A look at the Globe’s game plan for covering the Super Bowl
ATLANTA — “So, how do you guys cover the Super Bowl”?
That’s perhaps the biggest question the editors in the Globe sports department receive, on a semi-annual basis it seems, from friends, readers, and our national colleagues. The Patriots’ unrivaled success this century has given us myriad opportunities to formulate a “game plan” that provides two-plus weeks of comprehensive coverage leading up to Super Bowl Sunday.
Our plan gets devised initially weeks before the Patriots even play in the AFC Championship game (history dictates odds are pretty good your effort won’t go for naught). That means deciding how to deploy your staff, and coming up with engaging daily stories, smart commentary and bigger enterprise pieces — all without duplicating storylines you might have covered the year before. Or the year before that. You get the idea.
Once the Patriots take care of business and the NFC champion is crowned, a day-to-day plan for print and Globe.com is laid out, including an expanded outline for a special preview section on Sunday of game day. Our Globe team (11 writers, three photographers and a videographer this year) begins to arrive the previous Sunday in advance of media night Monday night.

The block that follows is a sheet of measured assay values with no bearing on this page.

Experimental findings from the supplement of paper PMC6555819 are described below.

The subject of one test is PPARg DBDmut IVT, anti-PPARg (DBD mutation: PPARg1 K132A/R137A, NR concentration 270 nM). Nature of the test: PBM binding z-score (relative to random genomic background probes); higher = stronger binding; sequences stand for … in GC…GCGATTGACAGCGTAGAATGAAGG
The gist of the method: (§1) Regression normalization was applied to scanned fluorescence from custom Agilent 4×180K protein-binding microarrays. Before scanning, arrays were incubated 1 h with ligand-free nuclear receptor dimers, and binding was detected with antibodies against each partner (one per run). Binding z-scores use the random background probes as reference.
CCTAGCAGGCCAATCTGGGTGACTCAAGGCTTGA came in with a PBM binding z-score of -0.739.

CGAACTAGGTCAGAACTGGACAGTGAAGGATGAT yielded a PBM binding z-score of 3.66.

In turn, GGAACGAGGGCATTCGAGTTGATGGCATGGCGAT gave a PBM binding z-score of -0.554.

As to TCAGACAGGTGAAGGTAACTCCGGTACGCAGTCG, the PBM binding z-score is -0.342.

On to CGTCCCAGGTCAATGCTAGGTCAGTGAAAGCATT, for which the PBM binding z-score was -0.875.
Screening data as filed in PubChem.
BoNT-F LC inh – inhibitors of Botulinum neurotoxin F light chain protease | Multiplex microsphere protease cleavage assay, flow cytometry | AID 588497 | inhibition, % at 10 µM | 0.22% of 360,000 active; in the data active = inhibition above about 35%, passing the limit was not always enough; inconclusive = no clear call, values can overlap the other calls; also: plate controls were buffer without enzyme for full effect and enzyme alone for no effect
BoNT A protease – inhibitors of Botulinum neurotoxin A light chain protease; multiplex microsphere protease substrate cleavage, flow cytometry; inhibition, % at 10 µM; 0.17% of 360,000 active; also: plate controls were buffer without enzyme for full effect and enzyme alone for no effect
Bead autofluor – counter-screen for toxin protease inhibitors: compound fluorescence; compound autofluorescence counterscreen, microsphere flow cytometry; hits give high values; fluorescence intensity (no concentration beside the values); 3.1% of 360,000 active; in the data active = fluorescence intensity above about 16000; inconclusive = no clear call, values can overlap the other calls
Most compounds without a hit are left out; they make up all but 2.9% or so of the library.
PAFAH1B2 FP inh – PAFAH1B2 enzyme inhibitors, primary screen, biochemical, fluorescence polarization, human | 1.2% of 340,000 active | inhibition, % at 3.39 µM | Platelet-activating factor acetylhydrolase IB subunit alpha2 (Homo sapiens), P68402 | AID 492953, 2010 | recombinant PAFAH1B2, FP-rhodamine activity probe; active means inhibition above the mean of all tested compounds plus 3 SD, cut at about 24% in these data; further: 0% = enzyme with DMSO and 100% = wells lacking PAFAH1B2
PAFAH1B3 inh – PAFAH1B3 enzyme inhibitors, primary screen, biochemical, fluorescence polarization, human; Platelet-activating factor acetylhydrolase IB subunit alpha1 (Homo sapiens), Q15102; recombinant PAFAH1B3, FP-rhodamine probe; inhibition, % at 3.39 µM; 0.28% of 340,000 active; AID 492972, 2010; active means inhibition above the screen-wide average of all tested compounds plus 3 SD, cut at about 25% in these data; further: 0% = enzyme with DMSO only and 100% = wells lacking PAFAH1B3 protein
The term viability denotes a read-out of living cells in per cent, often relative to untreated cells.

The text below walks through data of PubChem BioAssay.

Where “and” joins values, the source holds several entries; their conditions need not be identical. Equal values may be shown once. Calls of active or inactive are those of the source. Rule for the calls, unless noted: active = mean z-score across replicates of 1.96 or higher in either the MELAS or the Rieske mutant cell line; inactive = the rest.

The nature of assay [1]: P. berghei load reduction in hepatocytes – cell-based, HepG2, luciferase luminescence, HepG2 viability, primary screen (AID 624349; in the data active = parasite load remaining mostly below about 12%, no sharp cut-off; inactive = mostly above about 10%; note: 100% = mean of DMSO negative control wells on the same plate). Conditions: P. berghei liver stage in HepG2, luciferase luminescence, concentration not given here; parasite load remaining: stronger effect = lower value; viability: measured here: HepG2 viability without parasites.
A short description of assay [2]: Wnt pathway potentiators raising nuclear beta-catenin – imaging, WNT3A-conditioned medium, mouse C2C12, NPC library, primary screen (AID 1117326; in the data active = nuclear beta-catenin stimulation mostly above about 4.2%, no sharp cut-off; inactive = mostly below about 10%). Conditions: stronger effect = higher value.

I’m the coordinator who strives to ensure that the Globe team can deliver on the plan each day. Are we able to do the reporting we need for a story on a particular day? Would a story be better if we talked to (fill in the blank) who is available at the end of the week? How do we want to cover commissioner Roger Goodell’s press conference? Who’s available to do a national or local interview? There invariably will be a breaking news story or something of interest that will develop and cause a shift in the plan and set back a writer who would have been working on another story. Sticking with the football analogy, that’s where our halftime/midweek adjustments are made; reassembling the moving pieces. You know what they say about the best-laid plans . . .
That brings us to Super Bowl Sunday, and with a 6:30 p.m. kickoff, a new plan for storylines and coverage will be enacted around 10:15; barring overtime, of course (a worst-case scenario for journalists on deadline). As Patriots fans know, these games tend to come down to the wire, and given time constraints, an outline for each writer and columnist has to be developed quickly. Or changed on the fly (see: Falcons, 28-3, midway through the third quarter). But that’s what make this such a special event to cover with your colleagues and creates memories you won’t forget.